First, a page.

Journal Gazette from Mattoon, Illinois on June 12, 2004 · Page 19
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Journal Gazette from Mattoon, Illinois · Page 19

Mattoon, Illinois
Issue Date:
Saturday, June 12, 2004
Page 19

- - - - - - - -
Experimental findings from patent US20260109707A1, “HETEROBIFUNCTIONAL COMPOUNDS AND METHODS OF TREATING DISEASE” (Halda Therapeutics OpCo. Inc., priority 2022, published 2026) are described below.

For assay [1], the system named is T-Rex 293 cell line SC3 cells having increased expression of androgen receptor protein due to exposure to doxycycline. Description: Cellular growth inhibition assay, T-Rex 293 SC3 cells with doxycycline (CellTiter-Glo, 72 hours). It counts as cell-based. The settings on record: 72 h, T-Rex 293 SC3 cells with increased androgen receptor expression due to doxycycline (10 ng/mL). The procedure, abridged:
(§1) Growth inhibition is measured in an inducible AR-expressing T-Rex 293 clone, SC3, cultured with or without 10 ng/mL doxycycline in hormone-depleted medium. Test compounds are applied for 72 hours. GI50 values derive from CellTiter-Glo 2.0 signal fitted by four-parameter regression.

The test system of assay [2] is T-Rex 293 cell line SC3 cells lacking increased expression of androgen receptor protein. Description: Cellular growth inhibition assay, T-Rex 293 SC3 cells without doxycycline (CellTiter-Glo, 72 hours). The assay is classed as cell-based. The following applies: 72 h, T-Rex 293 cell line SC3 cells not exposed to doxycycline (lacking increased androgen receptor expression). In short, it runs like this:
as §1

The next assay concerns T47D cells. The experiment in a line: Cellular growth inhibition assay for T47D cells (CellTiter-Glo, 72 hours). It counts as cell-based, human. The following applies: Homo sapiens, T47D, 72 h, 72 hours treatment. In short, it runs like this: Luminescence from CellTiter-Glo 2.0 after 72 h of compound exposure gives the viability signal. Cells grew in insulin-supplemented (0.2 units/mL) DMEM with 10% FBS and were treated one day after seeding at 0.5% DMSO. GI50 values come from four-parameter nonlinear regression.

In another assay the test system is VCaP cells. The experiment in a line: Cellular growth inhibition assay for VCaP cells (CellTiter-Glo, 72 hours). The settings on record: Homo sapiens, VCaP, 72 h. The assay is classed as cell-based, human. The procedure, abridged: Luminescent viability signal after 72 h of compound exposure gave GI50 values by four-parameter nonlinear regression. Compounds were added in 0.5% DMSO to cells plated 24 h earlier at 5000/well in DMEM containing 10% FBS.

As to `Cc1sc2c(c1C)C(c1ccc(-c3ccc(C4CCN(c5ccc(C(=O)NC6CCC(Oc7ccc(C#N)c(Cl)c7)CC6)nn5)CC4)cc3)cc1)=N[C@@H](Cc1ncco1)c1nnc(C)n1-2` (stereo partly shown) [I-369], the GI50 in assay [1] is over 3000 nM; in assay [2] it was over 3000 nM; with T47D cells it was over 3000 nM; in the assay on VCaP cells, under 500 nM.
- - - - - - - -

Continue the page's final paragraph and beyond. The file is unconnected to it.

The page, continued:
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LEE PUBLICATIONS, INC. LIFESTYLES SATURDAY, JURE 12, 2004 C3 Ireland's pre-blight flight: Many factors caused them to come As most armchair historians know, a huge influx of Irish immigrants came to America following the potato blight of 1846-47. What many may not know, however, is that during the three decades just before their disastrous crop failure, people from Ireland came to America in great numbers, as well. True, they arrived here in the hundreds of thousands instead of by the millions; but without the help of Irish workers across that pre-blight generation, many canals could not have been dug, nor highways built, nor coal seams mined, nor railroads laid. The year 1815 in Europe was significant, for it marked the end of the Napoleonic warfare that had disrupted politics and economies for 20 years. And while the Irish had suffered only indirectly from Napoleon's depredations, from 1815 to 1845 Ireland was ravaged by poverty, civil disorders, hunger and disease. To begin with, there was a pressure of population. Families were large and houses small. With only two-thirds of the land arable, some 6 million Irish crowded the countryside. By 1821 it was the most densely populated portion of Wife fed up with cousin's invasion of family privacy DEAR ABBY: My husband's cousin, "Suellen," spends at least five hours a day at our house. She's unemployed, unmarried, and has few of the social graces. She shows up without calling, often stays long past our bedtime, and even horns in on vacations with us. I have a 3-year-old and am pregnant with our second child. I also work from 9 to 4 and am usually exhausted by the time I get home in the afternoon. None of this means anything to Suellen. She refuses to take a hint. I have often told her I need peace and quiet in the evening and how much I enjoy being at home with my own little family. Today I'm not going to go home, because she's already called to say she'll be there. How ridiculous is that? My husband won't say anything to his cousin even though I complain to him all the time. I don't want to be rude, but I don't understand how anyone can be as oblivious as she is. Abby, what can I do? DRIVEN CRAZY IN ALABAMA DEAR DRIVEN CRAZY: Since your husband can't bring himself to do it, you must draw the line. It's possible that Suellen doesn't take the hint because she regards herself as family. Speaking out will not make you popular, but it may save your sanity. You have my sympathy. DEAR ABBY: My 20-year-old son, "Warren," has been stealing from me. He has taken money and my ATM card from my wallet and pawned more than $5,000 worth of my jewelry. Warren started a job recently, but he spends his pay within days. I know I should kick him out or have him arrested, but as a mother, I keep hoping he'll change. Also, I don't want my son to have a record. I don't think Warren is on drugs because he recently passed a drug test at work. I doubt therapy will work because he seems to have no remorse. I didn't raise my son this way, Abby. He's my child and I hate to lose him. What should I do? - DISTRAUGHT MOTHER DEAR DISTRAUGHT: Unless your son is forced to face the consequences of his bad behavior, he is unlikely to change. By ignoring the thefts, you have enabled him to continue. I urge you to put a stop to it. Insist that he get therapy immediately, Or he's out of your house. Without help, he will continue to steal from you and from others and it's only a matter of time until he winds up in prison, or worse. DEAR ABBY: Astonishing! The day your follow-up to "B.J. in Georgia" appeared in our local paper was the day I learned I needed to have a colostomy. Many of my friends called me to see if I had seen the column. I felt exactly the way "B.J. in Georgia" did no way was I going through with the procedure. After reading the testimonials from your readers "Phil," "Glass," "Nancy" and "Laura" my fears were eased and I have decided to have the operation. I want to thank you and your readers for helping me to make this most difficult decision. I have cut out your column and will refer to it any time I feel the need. EARL IN PORTLAND, ORE. DEAR EARL: I'm printing your letter so that all of the people who wrote to offer support will know their caring and generosity made a difference. Please know that you are in our thoughts and prayers, and all of us wish you a speedy and complete recovery. Write Dear Abby at or P.O. Box 69440, Los Angeles, Calif., 90069. Dear Abby is written by Jeanne Phillips and was founded by her mother, Pauline Phillips. The column is distributed by the Universal Press Syndicate. HEW ARRIVAL Jackson Welsh Doug and Jennie Welsh of Gays are parents of a son, Jackson Paul, born at 7:51 p.m. May 19, 2004, at St. Anthony's Memorial Hospital in Effingham. Jackson weighed 6 pounds, 11 ounces and was 20 inches long. , His grandparents are Paul and Maggie Walk of Sigel, John Welsh of Gays and the late Carolyn Welsh. The infant's great-grandparents are Lucy May of Neoga, Julia Walk of Sigel and Hazel Welsh of Gays. HAL f$$f MALEHORN VtfA THE USA'S YESTERDAYS Europe. Agriculture dominated, with 90 percent of the inhabitants engaged in farm-related industries. Nearly all the land was owned by the upper class -typically wealthy absentee landlords holding title to huge estates. Land was rented out in small parcels to peasant families. As the income produced by peasant labor gravitated to distant owners, very little money was devoted to improving the land. Most estates were managed by agents, which further precluded interaction between landlords and tenants. Farmland was often illogically divided and was subjected to long-term agreements, which could not be changed. As individual rents were habitually overdue, if a landlord chose to consolidate small patches into larger pastures, say, it was easy for him to evict tenants without recourse. In addition to its landless populace, Ireland also sup DEAR V. Y ABBV ported a class of cotters who owned small tracts, mostly given over to raising potatoes and pigs. Of course, those farmers typically knew little of improving seeds, feeds or breeds. Consequently, partial crop failures periodically devastated the countryside. Since rural banks were infrequent and unstable, loans were obtained from usurers at interest as high as 100 percent. And as middlemen often took unfair advantage of local farmers, threats and violence sometimes occurred. The abject conditions under which most rural Irish were living were only marginally bettered by their leaving home in quest of seasonal work in England, or by roaming the byways to beg. Against this backdrop of misery the flight from Ireland was acted out. Beginning soon after 1815, passage to the New World was provided by Canadian timber ships delivering wood to the island nation, and needing human cargo for return trips. Across those years untold thousands of Irish aboard "timber ships" braved the Atlantic either to Nova Scotia or Quebec, some to stay in Canada seeking work, but most continuing on to either New England or America's opening Midwest. Left to lunch, bagworms We just returned at the end of May from a trip to Germany to explore the haunts of Berta Hummel, who became Sister Maria Innocentia of the Hummel figurines fame. Unfortunately, no relation. What does this have to do with gardening, you may well ask? It really does relate: On the tour we visited three convents: one where she attended school as a child, then two where she later served as a nun. At all three of the convents were lovely, well-tended gardens with early spring flowers from their own greenhouses in riotous bloom: pansies, primroses, tulips, English daisies, geraniums and pendulous bunches of purple and white lilacs. Bavaria is covered with buckeye trees, both red and white-flowered, as well as a breathtaking yellow wisteria. Also eye-catching are the fields of rape. Rape is a cousin of mustard, grown for the high oil content of the seeds used for lubrication and fuel oil. A modified form with most of the acid bred out is known as canola oil, which I learned is a made-up word blended from "Canada" and "oil." The fields, brilliant yellow, interspersed with the green grass, make for a breathtaking view in the rolling hills of Bavaria. If you're really bored, call me and we could arrange a computer slide show of the 671 photos we took during our wonderful two-week tour. I had planned to write about the cicada problem, but when we returned, we were delighted to find CharlestonMattoon had HOMEWARD Continued from CI healed, he had the chance to go to a home, but had some separation issues and anxiety problems, and now stays with Elliott 247. The only times Stella and Rusty are away from their rescuers is when they go to church and Wal-Mart. The dogs haven't figured out a way around that problem yet. Many of the animals res cued by Genesis comes from the puppy mills, which use dogs not for companionship, but strictly for the money they can get from breeding and selling them. Some of these puppy mills are right in Coles County and are legal in Illinois. These dogs are put up for auction and many of them are sold to pet stores around the country. Regulations for the care of these pets are often not enforced. Animals that are rescued from these mills often are sick. One had pneumonia from kennel cough and could barely breathe. She was on intravenous fluids for days just to stay alive. The veterinary bill for anoth- T" During that pre-1846 inflow, many others traveled on American bottoms bound directly for ports in the United States, especially New York, Boston, Philadelphia, Baltimore and New Orleans. Several other factors induced that early movement. One was the availability of cheap land. By 1820 the price of government-owned ground in America's heartland had been reduced to $1.25 an acre. While many immigrants could not afford even that, they could become squatters on unclaimed land, a phenomenon legitimized by the Pre-exemption Act of Congress in 1841. Other former farmers descended upon major cities and stayed put. Many of these had long since become disillusioned with the prospect of making a living through agriculture. And, being of a gregarious nature, they tended to remain in urban centers where families and friends had earlier congregated. Still other Irish came in quest of specific jobs. Especially during lush times in America, linen weavers, for example, came to man the textile mills of Massachusetts. Erstwhile day laborers came to construct the National Road, wrestle Pennsylvania anthracite, or excavate lead ore as far west as Wisconsin KATHY HUMMEL YARD AND GARDEN escaped the onslaught being suffered by other parts of the country. Following is a rerun from last year, but since bagworms are such a serious pest this time of year, I thought it worth repeating. Before we bring on the bag-worms, here's something to amuse you: A red maple in our front yard bit the dust, so we gave it a haircut and festooned the stubs with cobalt blue bottles we'd collected over the years. I got the idea from a Master Gardener conference I'd attended. We're the first in our neighborhood to have one ... Bagworms on the march in June This very moment, you may have unwelcome visitors lurking in your shrubs and trees. Though minute, they can wreak havoc on your landscaping. During June, July and August, bagworms chomp away on their favorite treats: pine, spruce, arborvi-tae and junipers. If left unchecked, they can easily kill a bush in a few weeks. If evergreens are not handy, the bagworms are not picky; they'll also munch on 128 plant species, including deciduous trees and shrubs, but since those leaves regrow, damage is usually not so seri BOUND er batch of puppies from the puppy mill came to more than $2,000, and that is at a reduced rate. This money comes out of the rescuer's own pocket. No certification is needed for the type of rescue work Genesis does, although state regulations are followed. Animals aren't sold for profit, and there is no adoption fee The new family is required to cover the veterinary bills incurred while the animal was in their care. The staff at Genesis say they really enjoy what they do. They make no money and often use their own money to cover expenses. But they couldn't do their work without a lot of help. Genesis has worked closely with Dr. Tammy Albin of the Albin Animal Hospital and her staff ufdealjng with health care issues. Dr. Albin and her staff all have rescue animals as pets. In addition, Dr. Albin is licensed to keep animals at her facility, which helps when the rescue animals are ill. K-9 Estates helps out by and Illinois. Furthermore, a considerable number of working girls came to these shores either as indentured servants or as wage earners, to wait upon the rich. Of course, all of these hopefuls were abetted by newspapers singing the praises of the new Republic. Societies to aid immigrants were established on both sides of the Atlantic. Men who had arrived earlier sent portions of their pay back home to assist other family members making the trip. Sometimes even British landlords, overwhelmed by impoverished tenants, underwrote the cost of transit. The tone of letters written to Ireland were generally upbeat. One new arrival cheerfully informed the Auld Country, "Every day here is as Christmas." His compatriots remarked upon the fact that many Americans ate meat three times a day! And all newcomers reveled in reasonable taxes, political equality, and a clear chance to succeed. That is not to suggest, of course, that the early Irish experience in America was a bed of shamrocks. In truth, Irish were often viewed with suspicion or alarm, for their Celtic lingo and their distinctive brogue quickly gave them away. wreak short ous. Bagworms are caterpillars that construct spindle-shaped bag-homes of leaves and silk. Early in June, the insects hatch from eggs that overwintered in the old bags, attach themselves to a branch and start chomping away on your bushes while spinning their own bags. These bags, composed of silken threads and bits of foliage, look so much like a part of the tree that you may not notice them until they've done extensive damage. You have to get up close and personal to see the li'l fellers, because they start out less than one-fourth inch long. Each female bag can produce up to 1,000 babies! By late August or early September bagworms have grown to full size. At this time, the bags are about 2 inches long and pesticides are no longer effective. The winged male, a small, furry black moth with clear wings, fertilizes the wingless, maggot-like, yellowish-white female, who never leaves the bag (quite the femme fatale, eh?). She lays eggs in the bag, where they pass the winter. There is only one generation each year (a small blessing). Control measures When you find bags, simply pick them off and drop in a bucket of soapy water. This method is only effective if you catch them before the larvae hatch out of the bags in June. If the thousands of baby caterpillars have already flown the coop, you need to proceed to Plan B. Plan B Spraying the bags with insecticides. For giving dogs basic obedience training and helps with behavioral problems. Genesis has also worked with the animal shelter in rescuing animals, and sometimes a veterinarian will call with an animal that needs to be placed. People throughout the community provide a foster home for some of these animals until a home is found for them. Recently, a gentleman who is terminally ill with brain cancer adopted a dog from Genesis. This man had always wanted a particular breed of dog. Now, he will GOODWILL DONATIONS TODAY SATURDAY June 12th . The Goodwill truck will be at the WAL-MART SUPER CENTER in Charleston today Saturday, June 12th. The truck will arrive on the Wal-Mart Super Center parking lot at 10:00 a.m. and will remain thWt WPtil 2:00 p.m. (or earlier, if truck becomes filled). Types of donations needed include clothing, toys, household items, tools, books, etc. Assistance will be provided in unloading items from your vehicle, and tax receipts will be provided for donations upon request. - THANKYOU Your donations will help Wabash Valley Goodwill Industries to continue to provide jobs for persons with disabilities. Unfortunately, epitheU, threats and prejudices against them abounded Fn-hrmore their Catholic religion was a stumbling block for the predominantly Protestant populace Intolerance led to serious urban disruptions wherein heads and noses were bloodied, and convents, homes oryl churches got buriteu. Still, that particular cohort of early Irish - as with all newcomers - eventually made their mark. One commentator in 1845 wrote, "A great portion of the Irish rose in th" w ' scale very much in the same way as the others. And they ranked in the class of respectable citizens by the sw-ond generation." Granted, in the years between 1815 and 1845, only a million Irish came to America - a number equaled by that of 1846-47 alone. Nevertheless, the early arrivals did much to establish their ethnic group on these shores Moreover, they helped assure later-comers that, in keeping with the Irish rainbow of optimism, the American melting pot, for them and for others, could eventually prove to be a pot of gold Hal Malehom portrays Alfred Batch at Lincoln Lop r 'thin Suite Historic order havoc the most environmentally-friendly attack, use a biora-tional pesticide, such as Bacillus thuringiensis, sold as Biotrol, Dipel and others. The biorational materials will only kill the cateroillars not beneficial insects such as bees, preying mantis and butterflies. Biorational pesticides are only effective on small bags. Two weeks after application, check again for live bag-worms (they wiggle as they chow down) to determine if you need to spray again. As bags approach their full size, pesticides become ineffective. Hand-picking is the best control measure at this point. Here are some helpful Web sites, or you can just type in "bagworms" in the search box, which will net vou 5,521 articles. http:www.entm.pur-due.eduEntomologyexttar-getse-seriesEseriesPDFE-27.pdf pubsinsectsnf264 htm http:www.oznet. ksu.edulibraryENTML2M F728.PDF Garden fair The Oakland Garden f aire is today from 9 a.m. to 4 p.m. Enjoy a drive to the northeast section of our county and stroll through lovely gardens, where Master Gardeners will be available to answer your questions. Vendors of plants and garden-related items will be on the Square to tempt you. Kathy Hummel is a University oj Illinois Extension master gardener in Coles County. have that dog until he dies, and then the man's familv will care for the dog. The man's sister said that he had been very depressed, just staying at home and refusing to have his surgery. He perked up when he got the dog and even went out to buy toys for the dog. Having this dog had really changed his attitude, she said. For more information about Genesis and rescue animals, call 254-9453. Joyce Zschau is a free-lance writer from Mattoon.